# IGCSE Mathematics Higher: Proportion

## Scheme of work: IGCSE Foundation: Year 11: Term 1: Proportion

#### Prerequisite Knowledge

1. Setting Up and Solving Linear Equations
• Concept: Understanding how to form and solve linear equations from word problems or given conditions.
• Example: $\text{Solve the equation } 3x + 5 = 20.$ $3x + 5 = 20 \rightarrow 3x = 15 \rightarrow x = 5.$
2. Changing the Subject of a Formula
• Concept: Rearranging formulas to make a different variable the subject.
• Example: $\text{Given } y = 3x + 2, \text{ make } x \text{ the subject.}$ $y = 3x + 2 \rightarrow y – 2 = 3x \rightarrow x = \frac{y – 2}{3}.$
3. Plotting Non-Linear Graphs
• Concept: Understanding how to plot and interpret non-linear graphs such as quadratic, cubic, and reciprocal graphs.
• Example: $\text{Plot the graph of } y = x^2 \text{ for } x \text{ values from } -3 \text{ to } 3.$ $\begin{array}{c|c} x & y \\ \hline -3 & 9 \\ -2 & 4 \\ -1 & 1 \\ 0 & 0 \\ 1 & 1 \\ 2 & 4 \\ 3 & 9 \\ \end{array}$

#### Success Criteria

1. Set Up Problems Involving Direct Proportion
• Objective: Formulate equations that represent direct proportionality from given problem statements.
• Example: $\text{If } y \text{ is directly proportional to } x \text{, and } y = 10 \text{ when } x = 2, \text{ find the equation relating } y \text{ and } x.$ $y = kx \rightarrow 10 = 2k \rightarrow k = 5 \rightarrow y = 5x.$
2. Set Up Problems Involving Inverse Proportion
• Objective: Formulate equations that represent inverse proportionality from given problem statements.
• Example: $\text{If } y \text{ is inversely proportional to } x \text{, and } y = 4 \text{ when } x = 3, \text{ find the equation relating } y \text{ and } x.$ $y = \frac{k}{x} \rightarrow 4 = \frac{k}{3} \rightarrow k = 12 \rightarrow y = \frac{12}{x}.$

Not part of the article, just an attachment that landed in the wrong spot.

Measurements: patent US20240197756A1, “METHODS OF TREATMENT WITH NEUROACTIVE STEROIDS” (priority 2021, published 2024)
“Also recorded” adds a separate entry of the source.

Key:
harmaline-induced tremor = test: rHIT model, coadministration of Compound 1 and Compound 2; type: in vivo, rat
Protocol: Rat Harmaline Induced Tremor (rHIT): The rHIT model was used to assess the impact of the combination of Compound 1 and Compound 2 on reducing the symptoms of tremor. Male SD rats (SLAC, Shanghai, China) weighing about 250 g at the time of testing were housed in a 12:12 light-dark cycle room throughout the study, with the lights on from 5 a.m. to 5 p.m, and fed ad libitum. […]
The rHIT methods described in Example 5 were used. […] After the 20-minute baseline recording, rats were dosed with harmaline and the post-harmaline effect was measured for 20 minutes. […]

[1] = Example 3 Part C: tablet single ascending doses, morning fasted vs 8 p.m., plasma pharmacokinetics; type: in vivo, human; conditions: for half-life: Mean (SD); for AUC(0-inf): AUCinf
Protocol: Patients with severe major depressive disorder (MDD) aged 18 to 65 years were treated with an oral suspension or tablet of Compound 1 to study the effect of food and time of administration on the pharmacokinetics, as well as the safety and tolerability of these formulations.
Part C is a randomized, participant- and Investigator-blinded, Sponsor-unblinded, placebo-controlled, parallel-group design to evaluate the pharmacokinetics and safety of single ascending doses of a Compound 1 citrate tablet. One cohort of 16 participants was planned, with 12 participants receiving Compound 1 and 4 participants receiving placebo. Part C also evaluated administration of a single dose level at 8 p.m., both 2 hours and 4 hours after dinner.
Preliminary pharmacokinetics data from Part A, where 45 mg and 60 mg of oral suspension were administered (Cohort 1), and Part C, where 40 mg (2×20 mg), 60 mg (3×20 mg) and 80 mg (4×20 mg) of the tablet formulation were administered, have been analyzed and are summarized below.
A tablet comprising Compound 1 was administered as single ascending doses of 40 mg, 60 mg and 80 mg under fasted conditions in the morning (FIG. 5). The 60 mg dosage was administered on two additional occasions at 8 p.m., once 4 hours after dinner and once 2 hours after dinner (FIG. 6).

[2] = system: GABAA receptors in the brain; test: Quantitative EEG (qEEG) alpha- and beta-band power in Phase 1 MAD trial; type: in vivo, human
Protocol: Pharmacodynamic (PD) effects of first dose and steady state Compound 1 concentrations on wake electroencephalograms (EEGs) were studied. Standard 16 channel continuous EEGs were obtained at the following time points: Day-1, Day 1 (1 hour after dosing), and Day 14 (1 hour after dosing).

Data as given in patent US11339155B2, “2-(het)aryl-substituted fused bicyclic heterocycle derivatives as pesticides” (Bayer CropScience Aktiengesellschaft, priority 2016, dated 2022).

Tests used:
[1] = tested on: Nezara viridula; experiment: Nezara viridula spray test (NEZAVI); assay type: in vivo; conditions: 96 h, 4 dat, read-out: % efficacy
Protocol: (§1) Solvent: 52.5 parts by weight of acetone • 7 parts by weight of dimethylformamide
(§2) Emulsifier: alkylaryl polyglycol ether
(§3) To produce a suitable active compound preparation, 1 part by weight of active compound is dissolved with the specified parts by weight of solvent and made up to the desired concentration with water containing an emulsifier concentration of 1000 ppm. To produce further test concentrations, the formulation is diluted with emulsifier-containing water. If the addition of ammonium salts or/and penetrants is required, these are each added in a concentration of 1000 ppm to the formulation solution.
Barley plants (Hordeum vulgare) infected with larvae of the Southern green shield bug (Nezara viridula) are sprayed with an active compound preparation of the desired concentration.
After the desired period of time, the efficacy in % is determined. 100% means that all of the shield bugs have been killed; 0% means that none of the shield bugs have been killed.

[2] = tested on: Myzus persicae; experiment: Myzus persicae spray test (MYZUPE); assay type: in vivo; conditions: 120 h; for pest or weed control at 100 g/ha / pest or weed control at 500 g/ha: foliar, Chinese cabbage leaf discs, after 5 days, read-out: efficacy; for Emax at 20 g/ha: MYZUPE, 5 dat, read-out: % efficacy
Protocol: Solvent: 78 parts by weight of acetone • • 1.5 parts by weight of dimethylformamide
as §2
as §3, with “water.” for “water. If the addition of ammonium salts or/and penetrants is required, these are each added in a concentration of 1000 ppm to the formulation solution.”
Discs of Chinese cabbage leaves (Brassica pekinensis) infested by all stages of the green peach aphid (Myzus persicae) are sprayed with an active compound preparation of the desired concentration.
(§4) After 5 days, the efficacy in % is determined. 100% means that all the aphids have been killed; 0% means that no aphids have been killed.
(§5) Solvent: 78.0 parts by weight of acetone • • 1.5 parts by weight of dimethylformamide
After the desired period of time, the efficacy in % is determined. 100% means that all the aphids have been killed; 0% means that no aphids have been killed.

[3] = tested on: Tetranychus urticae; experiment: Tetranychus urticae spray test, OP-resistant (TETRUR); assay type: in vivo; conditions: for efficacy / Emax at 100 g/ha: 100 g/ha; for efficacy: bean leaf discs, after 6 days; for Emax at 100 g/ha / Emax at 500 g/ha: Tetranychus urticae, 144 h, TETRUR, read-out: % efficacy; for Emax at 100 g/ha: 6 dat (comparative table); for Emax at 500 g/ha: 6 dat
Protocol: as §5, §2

3. Relate Algebraic Solutions to Graphical Representations for Direct Proportion
• Objective: Plot and interpret graphs representing direct proportionality.
• Example: $\text{Plot the graph of } y = 5x \text{ for } x \text{ values from } -3 \text{ to } 3.$ $\begin{array}{c|c} x & y \\ \hline -3 & -15 \\ -2 & -10 \\ -1 & -5 \\ 0 & 0 \\ 1 & 5 \\ 2 & 10 \\ 3 & 15 \\ \end{array}$
4. Relate Algebraic Solutions to Graphical Representations for Inverse Proportion
• Objective: Plot and interpret graphs representing inverse proportionality.
• Example: $\text{Plot the graph of } y = \frac{12}{x} \text{ for } x \text{ values from } -3 \text{ to } 3 \text{ excluding } 0.$ $\begin{array}{c|c} x & y \\ \hline -3 & -4 \\ -2 & -6 \\ -1 & -12 \\ 1 & 12 \\ 2 & 6 \\ 3 & 4 \\ \end{array}$

#### Key Concepts

1. Set Up Problems Involving Direct Proportion
• Concept: Direct proportion means that as one variable increases, the other variable increases at a constant rate. This relationship can be represented by the equation $$y = kx$$, where $$k$$ is the constant of proportionality.
• Example: $\text{If } y = 10 \text{ when } x = 2, \text{ then } k = \frac{y}{x} = \frac{10}{2} = 5 \rightarrow y = 5x.$